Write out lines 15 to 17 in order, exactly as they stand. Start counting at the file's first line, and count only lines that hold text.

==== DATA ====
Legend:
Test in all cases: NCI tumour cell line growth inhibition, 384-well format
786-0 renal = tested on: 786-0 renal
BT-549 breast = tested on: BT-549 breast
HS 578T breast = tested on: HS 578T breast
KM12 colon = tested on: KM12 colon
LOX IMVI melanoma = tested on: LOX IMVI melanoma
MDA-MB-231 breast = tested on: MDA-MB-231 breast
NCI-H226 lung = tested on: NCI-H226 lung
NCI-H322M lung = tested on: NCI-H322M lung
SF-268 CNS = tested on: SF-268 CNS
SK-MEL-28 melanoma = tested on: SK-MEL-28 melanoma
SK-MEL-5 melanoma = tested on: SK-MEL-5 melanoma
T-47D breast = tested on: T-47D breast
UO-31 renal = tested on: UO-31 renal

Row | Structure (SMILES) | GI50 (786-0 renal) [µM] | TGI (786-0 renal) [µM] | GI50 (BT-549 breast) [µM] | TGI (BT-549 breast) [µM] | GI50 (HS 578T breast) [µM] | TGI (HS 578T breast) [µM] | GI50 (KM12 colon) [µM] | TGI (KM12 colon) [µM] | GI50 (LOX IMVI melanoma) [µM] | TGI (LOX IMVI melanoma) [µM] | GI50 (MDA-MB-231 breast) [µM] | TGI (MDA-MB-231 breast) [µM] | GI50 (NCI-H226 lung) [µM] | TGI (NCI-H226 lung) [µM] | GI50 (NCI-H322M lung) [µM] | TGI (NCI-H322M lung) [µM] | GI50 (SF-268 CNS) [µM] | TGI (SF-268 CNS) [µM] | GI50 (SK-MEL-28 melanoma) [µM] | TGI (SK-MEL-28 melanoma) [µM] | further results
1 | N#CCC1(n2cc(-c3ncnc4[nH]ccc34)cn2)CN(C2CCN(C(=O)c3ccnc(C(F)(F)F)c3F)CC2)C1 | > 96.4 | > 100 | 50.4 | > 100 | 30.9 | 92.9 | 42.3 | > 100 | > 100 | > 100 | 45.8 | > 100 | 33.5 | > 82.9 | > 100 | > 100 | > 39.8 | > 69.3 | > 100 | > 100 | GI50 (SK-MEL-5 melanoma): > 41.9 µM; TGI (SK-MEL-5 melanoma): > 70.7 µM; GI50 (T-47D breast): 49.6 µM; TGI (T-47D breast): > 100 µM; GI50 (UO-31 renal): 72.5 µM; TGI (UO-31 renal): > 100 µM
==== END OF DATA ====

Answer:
UO-31 renal = tested on: UO-31 renal

Row | Structure (SMILES) | GI50 (786-0 renal) [µM] | TGI (786-0 renal) [µM] | GI50 (BT-549 breast) [µM] | TGI (BT-549 breast) [µM] | GI50 (HS 578T breast) [µM] | TGI (HS 578T breast) [µM] | GI50 (KM12 colon) [µM] | TGI (KM12 colon) [µM] | GI50 (LOX IMVI melanoma) [µM] | TGI (LOX IMVI melanoma) [µM] | GI50 (MDA-MB-231 breast) [µM] | TGI (MDA-MB-231 breast) [µM] | GI50 (NCI-H226 lung) [µM] | TGI (NCI-H226 lung) [µM] | GI50 (NCI-H322M lung) [µM] | TGI (NCI-H322M lung) [µM] | GI50 (SF-268 CNS) [µM] | TGI (SF-268 CNS) [µM] | GI50 (SK-MEL-28 melanoma) [µM] | TGI (SK-MEL-28 melanoma) [µM] | further results
1 | N#CCC1(n2cc(-c3ncnc4[nH]ccc34)cn2)CN(C2CCN(C(=O)c3ccnc(C(F)(F)F)c3F)CC2)C1 | > 96.4 | > 100 | 50.4 | > 100 | 30.9 | 92.9 | 42.3 | > 100 | > 100 | > 100 | 45.8 | > 100 | 33.5 | > 82.9 | > 100 | > 100 | > 39.8 | > 69.3 | > 100 | > 100 | GI50 (SK-MEL-5 melanoma): > 41.9 µM; TGI (SK-MEL-5 melanoma): > 70.7 µM; GI50 (T-47D breast): 49.6 µM; TGI (T-47D breast): > 100 µM; GI50 (UO-31 renal): 72.5 µM; TGI (UO-31 renal): > 100 µM